A new L5 brown dwarf member of the Hyades cluster with chromospheric activity

Journal ar
Astronomy and Astrophysics
  • Volumen: 599
  • Fecha: 01 March 2017
  • ISSN: 14320746 00046361
  • Source Type: Journal
  • DOI: 10.1051/0004-6361/201628778
  • Document Type: Article
  • Publisher: EDP Sciences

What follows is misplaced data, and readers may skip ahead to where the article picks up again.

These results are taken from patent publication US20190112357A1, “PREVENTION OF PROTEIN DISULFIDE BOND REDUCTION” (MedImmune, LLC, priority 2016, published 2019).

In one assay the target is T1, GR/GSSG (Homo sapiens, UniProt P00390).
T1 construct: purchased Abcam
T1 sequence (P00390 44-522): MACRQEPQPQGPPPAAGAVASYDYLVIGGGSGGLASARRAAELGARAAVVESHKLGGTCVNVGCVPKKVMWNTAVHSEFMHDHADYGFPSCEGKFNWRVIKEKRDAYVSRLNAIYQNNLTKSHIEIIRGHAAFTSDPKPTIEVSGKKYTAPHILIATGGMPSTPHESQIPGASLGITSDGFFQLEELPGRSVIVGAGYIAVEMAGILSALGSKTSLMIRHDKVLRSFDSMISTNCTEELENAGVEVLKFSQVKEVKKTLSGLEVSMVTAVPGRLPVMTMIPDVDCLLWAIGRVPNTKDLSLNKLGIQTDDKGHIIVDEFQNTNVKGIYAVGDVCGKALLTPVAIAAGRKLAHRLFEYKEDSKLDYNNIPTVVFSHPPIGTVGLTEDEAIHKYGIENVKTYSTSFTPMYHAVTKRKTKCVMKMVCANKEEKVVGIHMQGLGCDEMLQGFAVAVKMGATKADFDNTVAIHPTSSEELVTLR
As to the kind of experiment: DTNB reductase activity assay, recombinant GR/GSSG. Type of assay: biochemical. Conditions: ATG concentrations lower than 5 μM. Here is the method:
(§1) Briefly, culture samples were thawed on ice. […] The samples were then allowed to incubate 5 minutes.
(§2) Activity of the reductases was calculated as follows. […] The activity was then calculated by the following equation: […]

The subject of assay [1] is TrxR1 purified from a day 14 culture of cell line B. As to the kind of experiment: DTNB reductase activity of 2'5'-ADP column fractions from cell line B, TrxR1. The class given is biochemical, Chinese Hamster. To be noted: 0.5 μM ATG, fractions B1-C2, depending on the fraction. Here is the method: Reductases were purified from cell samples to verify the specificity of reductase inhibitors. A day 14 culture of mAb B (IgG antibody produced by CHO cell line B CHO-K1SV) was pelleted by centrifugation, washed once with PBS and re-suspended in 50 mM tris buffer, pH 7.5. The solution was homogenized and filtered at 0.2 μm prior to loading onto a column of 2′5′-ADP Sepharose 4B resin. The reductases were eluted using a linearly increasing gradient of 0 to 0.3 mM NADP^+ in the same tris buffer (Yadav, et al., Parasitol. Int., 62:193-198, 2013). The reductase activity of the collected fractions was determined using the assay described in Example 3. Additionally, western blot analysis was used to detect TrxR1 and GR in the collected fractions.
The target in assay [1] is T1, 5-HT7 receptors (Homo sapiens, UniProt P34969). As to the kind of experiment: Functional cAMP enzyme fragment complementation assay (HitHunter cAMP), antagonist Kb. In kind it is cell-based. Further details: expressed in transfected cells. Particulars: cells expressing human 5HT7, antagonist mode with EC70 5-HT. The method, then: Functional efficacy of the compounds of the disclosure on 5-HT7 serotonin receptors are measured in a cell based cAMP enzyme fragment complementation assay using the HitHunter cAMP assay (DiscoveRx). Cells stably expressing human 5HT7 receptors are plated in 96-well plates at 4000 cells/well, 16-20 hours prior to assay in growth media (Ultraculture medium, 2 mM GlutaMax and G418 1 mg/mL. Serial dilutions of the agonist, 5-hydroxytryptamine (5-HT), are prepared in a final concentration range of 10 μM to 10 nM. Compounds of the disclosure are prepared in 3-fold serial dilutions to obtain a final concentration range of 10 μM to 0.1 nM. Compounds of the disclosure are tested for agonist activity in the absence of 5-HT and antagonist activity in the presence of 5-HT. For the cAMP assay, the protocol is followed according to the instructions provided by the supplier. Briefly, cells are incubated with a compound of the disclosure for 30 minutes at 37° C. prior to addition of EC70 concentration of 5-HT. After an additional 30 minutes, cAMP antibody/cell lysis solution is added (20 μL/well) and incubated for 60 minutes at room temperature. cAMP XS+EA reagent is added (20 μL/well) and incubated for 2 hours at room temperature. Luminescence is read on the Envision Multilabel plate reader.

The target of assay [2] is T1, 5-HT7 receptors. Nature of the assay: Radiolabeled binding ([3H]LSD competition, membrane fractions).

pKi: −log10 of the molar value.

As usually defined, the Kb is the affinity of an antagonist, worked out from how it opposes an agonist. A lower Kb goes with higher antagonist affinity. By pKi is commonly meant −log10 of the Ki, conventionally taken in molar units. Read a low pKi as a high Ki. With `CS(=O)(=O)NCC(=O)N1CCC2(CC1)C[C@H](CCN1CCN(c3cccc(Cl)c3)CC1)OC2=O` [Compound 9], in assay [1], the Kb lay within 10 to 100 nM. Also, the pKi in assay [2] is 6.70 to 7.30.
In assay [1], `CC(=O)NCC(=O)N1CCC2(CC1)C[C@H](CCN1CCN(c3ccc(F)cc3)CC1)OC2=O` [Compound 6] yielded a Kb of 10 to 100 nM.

© ESO, 2017. Aims. Our aim is to identify brown dwarf members of the nearby Hyades open star cluster to determine the photometric and spectroscopic properties of brown dwarfs at moderately old ages and extend the knowledge of the substellar mass function of the cluster. Methods. We cross-matched the 2MASS and AllWISE public catalogues and measured proper motions to identify low-mass stars and brown dwarf candidates in an area of radius eight degrees around the central region of the Hyades cluster. We identified objects with photometry and proper motions consistent with cluster membership. For the faintest (J = 17.2 mag) most promising astrometric and photometric low-mass candidate 2MASS J04183483+2131275, with a membership probability of 94.5%, we obtained low-resolution (R = 300-1000) and intermediate-resolution (R = 2500) spectroscopy with the 10.4m Gran Telescopio Canarias. Results. From the low-resolution spectra we determined a L5.0 ± 0.5 spectral type, consistent with the available photometry. In the intermediate dispersion spectrum we detected H¿ in emission (marginally resolved with a full width half maximum of ~2.8 Å) and determined a log (LH¿/Lbol) = -6.0 dex. From H¿ we obtained a radial velocity of 38.0 ± 2.9 km s-1, which combined with the proper motion leads to space velocities which are fully consistent with membership in the Hyades cluster. We also report a detection in the H2 band by the UKIDSS Galactic Plane Survey. Using evolutionary models we determine from the available photometry of the object a mass in the range 0.039-0.055 M¿. Brown dwarfs with masses below 0.055 M¿ should fully preserve its initial lithium content, and indeed the spectrum at 6708 Å may show a feature consistent with lithium preservation; however, a higher S/N is needed to confirm this point. Conclusions. We have identified a new high-probability L5 brown dwarf member of the Hyades cluster. This is the first relatively old L5 brown dwarf with a well-determined age (500-700 Myr) and measured chromospheric emission.

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